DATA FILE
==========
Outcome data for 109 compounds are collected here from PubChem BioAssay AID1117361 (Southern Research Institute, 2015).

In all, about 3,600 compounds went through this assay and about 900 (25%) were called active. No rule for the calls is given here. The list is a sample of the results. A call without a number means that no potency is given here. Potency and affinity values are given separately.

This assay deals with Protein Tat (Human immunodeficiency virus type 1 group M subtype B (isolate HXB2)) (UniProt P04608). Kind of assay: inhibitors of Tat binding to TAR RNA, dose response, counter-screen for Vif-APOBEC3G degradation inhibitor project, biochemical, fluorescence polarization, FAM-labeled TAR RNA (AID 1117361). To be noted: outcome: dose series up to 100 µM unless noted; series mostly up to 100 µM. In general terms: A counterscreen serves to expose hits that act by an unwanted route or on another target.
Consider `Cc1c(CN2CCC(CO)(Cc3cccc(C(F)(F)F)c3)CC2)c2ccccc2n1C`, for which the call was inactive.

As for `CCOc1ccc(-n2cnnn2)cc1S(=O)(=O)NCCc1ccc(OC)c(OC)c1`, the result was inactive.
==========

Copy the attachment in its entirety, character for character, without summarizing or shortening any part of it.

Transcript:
Outcome data for 109 compounds are collected here from PubChem BioAssay AID1117361 (Southern Research Institute, 2015).

In all, about 3,600 compounds went through this assay and about 900 (25%) were called active. No rule for the calls is given here. The list is a sample of the results. A call without a number means that no potency is given here. Potency and affinity values are given separately.

This assay deals with Protein Tat (Human immunodeficiency virus type 1 group M subtype B (isolate HXB2)) (UniProt P04608). Kind of assay: inhibitors of Tat binding to TAR RNA, dose response, counter-screen for Vif-APOBEC3G degradation inhibitor project, biochemical, fluorescence polarization, FAM-labeled TAR RNA (AID 1117361). To be noted: outcome: dose series up to 100 µM unless noted; series mostly up to 100 µM. In general terms: A counterscreen serves to expose hits that act by an unwanted route or on another target.
Consider `Cc1c(CN2CCC(CO)(Cc3cccc(C(F)(F)F)c3)CC2)c2ccccc2n1C`, for which the call was inactive.

As for `CCOc1ccc(-n2cnnn2)cc1S(=O)(=O)NCCc1ccc(OC)c(OC)c1`, the result was inactive.